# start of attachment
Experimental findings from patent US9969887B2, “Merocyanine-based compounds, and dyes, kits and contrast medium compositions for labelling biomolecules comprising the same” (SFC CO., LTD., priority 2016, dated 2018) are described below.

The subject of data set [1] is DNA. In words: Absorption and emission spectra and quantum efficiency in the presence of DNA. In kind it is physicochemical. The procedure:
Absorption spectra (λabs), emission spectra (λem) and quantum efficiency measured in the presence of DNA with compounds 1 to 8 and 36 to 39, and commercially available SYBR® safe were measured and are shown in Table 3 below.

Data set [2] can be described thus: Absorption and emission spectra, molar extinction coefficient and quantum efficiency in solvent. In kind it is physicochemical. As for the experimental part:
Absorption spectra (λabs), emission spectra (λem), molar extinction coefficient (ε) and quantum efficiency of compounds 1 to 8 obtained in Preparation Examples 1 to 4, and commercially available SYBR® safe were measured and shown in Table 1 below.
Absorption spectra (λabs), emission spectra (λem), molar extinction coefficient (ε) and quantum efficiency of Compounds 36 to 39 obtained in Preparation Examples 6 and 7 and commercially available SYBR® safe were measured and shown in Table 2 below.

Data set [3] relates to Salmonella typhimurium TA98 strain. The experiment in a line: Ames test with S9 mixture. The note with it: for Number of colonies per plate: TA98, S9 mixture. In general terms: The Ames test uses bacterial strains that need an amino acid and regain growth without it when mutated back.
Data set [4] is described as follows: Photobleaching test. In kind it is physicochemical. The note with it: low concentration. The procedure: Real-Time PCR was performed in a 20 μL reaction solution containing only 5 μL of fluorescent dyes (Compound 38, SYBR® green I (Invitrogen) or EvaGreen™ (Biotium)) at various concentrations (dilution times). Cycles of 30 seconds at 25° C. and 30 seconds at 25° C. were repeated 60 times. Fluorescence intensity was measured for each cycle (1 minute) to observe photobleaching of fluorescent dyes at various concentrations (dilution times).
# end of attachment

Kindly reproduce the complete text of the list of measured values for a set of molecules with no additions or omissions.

Experimental findings from patent US9969887B2, “Merocyanine-based compounds, and dyes, kits and contrast medium compositions for labelling biomolecules comprising the same” (SFC CO., LTD., priority 2016, dated 2018) are described below.

The subject of data set [1] is DNA. In words: Absorption and emission spectra and quantum efficiency in the presence of DNA. In kind it is physicochemical. The procedure:
Absorption spectra (λabs), emission spectra (λem) and quantum efficiency measured in the presence of DNA with compounds 1 to 8 and 36 to 39, and commercially available SYBR® safe were measured and are shown in Table 3 below.

Data set [2] can be described thus: Absorption and emission spectra, molar extinction coefficient and quantum efficiency in solvent. In kind it is physicochemical. As for the experimental part:
Absorption spectra (λabs), emission spectra (λem), molar extinction coefficient (ε) and quantum efficiency of compounds 1 to 8 obtained in Preparation Examples 1 to 4, and commercially available SYBR® safe were measured and shown in Table 1 below.
Absorption spectra (λabs), emission spectra (λem), molar extinction coefficient (ε) and quantum efficiency of Compounds 36 to 39 obtained in Preparation Examples 6 and 7 and commercially available SYBR® safe were measured and shown in Table 2 below.

Data set [3] relates to Salmonella typhimurium TA98 strain. The experiment in a line: Ames test with S9 mixture. The note with it: for Number of colonies per plate: TA98, S9 mixture. In general terms: The Ames test uses bacterial strains that need an amino acid and regain growth without it when mutated back.
Data set [4] is described as follows: Photobleaching test. In kind it is physicochemical. The note with it: low concentration. The procedure: Real-Time PCR was performed in a 20 μL reaction solution containing only 5 μL of fluorescent dyes (Compound 38, SYBR® green I (Invitrogen) or EvaGreen™ (Biotium)) at various concentrations (dilution times). Cycles of 30 seconds at 25° C. and 30 seconds at 25° C. were repeated 60 times. Fluorescence intensity was measured for each cycle (1 minute) to observe photobleaching of fluorescent dyes at various concentrations (dilution times).